Reproductive Justice: Day One


This week I will blog on the topic of reproductive justice, with a particular focus on access to abortion services. Each day I will blog on a particular strategic effort to restrict access to abortion services in the United Kingdom. As part of each discussion I will highlight how recent lobbying in the UK mirrors efforts to restrict access to abortion services in the USA. Each day I will suggest possible responses to these lobbying efforts. 

The themes explored in my blog this week stem from a workshop held at the University of Birmingham in March 2013. The workshop had the title ‘Beyond the Rights and Wrongs of Abortion: Access as a Question of Reproductive Justice’ and aimed to bring together interested individuals to: think of ways that academics, practitioners and third sector organisations can respond to efforts to restrict access to abortion services in countries where the procedure is allowed. 

Reproductive justice is a term used to describe the broadening out of the discussion on ‘reproductive rights’ with its focus on choice. Cook and Dickens summarise the move from reproductive rights to reproductive justice as follows:

The major contribution of judicial decisions to protect and advance reproductive health shows the success and wider potential of advocacy that moves from a reproductive choice paradigm to an emphasis on reproductive justice. [1]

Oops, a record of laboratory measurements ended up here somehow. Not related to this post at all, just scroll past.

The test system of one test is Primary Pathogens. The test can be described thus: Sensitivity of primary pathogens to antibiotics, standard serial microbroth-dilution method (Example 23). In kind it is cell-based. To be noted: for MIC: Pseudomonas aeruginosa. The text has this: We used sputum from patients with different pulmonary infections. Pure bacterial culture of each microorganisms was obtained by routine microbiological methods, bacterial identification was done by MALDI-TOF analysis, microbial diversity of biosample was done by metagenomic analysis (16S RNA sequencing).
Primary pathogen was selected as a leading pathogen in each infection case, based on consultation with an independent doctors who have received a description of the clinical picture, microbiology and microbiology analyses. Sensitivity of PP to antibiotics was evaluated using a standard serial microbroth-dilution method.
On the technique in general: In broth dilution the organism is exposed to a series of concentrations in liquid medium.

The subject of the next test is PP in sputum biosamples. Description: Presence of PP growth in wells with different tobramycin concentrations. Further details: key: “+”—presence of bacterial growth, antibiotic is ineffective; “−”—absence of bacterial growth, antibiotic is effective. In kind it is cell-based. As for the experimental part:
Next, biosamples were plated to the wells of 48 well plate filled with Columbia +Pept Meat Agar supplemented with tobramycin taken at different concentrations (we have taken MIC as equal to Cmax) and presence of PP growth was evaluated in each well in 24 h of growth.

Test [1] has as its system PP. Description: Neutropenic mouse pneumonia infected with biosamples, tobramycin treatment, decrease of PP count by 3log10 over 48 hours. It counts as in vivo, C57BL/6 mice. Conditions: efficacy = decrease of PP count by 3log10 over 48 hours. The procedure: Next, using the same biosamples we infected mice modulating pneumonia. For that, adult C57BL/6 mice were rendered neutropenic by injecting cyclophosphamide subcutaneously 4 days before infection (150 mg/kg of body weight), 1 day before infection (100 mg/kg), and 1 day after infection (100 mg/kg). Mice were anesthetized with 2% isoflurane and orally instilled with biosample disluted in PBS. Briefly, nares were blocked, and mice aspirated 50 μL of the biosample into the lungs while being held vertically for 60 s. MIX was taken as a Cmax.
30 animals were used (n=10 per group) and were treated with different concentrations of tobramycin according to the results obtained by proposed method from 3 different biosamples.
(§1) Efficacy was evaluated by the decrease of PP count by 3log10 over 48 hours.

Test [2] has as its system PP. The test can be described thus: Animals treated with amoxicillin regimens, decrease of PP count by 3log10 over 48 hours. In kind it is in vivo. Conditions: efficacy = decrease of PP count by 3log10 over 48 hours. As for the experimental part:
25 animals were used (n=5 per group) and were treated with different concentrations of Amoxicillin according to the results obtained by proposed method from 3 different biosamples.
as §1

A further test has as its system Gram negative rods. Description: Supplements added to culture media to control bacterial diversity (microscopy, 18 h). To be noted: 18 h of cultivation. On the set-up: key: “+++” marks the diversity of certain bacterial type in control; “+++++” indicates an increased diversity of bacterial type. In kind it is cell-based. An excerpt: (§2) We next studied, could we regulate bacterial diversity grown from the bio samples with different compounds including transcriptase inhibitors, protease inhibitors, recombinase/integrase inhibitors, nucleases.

Those in the reproductive choice movement position themselves away from the privacy/choice framework and instead advocate for women’s interests and well-being in a broader context. The reproductive just movement connects reproductive choice with broader questions of social justice. As Loretta Ross summarises: ‘Reproductive Justice is the complete physical, mental, spiritual, political, social and economic well-being of women and girls, based on the full achievement and protection of women’s health rights.’[2] 

Situating access to abortion services within this framework allows us to understand abortion services, as a constituent element of women’s reproductive health needs. After all, the ability to control the timing and spacing of reproduction is key to women’s equality and a foundational aspect of social justice. 

In the last 24 months we have seen evidence of an increase in the number of attacks on abortion provision that are not directed towards questions of whether abortion is morally right or wrong but rather aim to restrict access to abortion services. They do this by focusing on efforts to restrict or hinder the activities of abortion providers. As mentioned each day I will pick a particular strategic effort that is mirrored in USA anti-abortion strategy. It is my view that in order to fully respond to current efforts to restrict access to reproductive services it is vital that we consider the impact of an increasingly ‘American’ strategy of lobbying that has been adopted by pro-life organisations in the UK.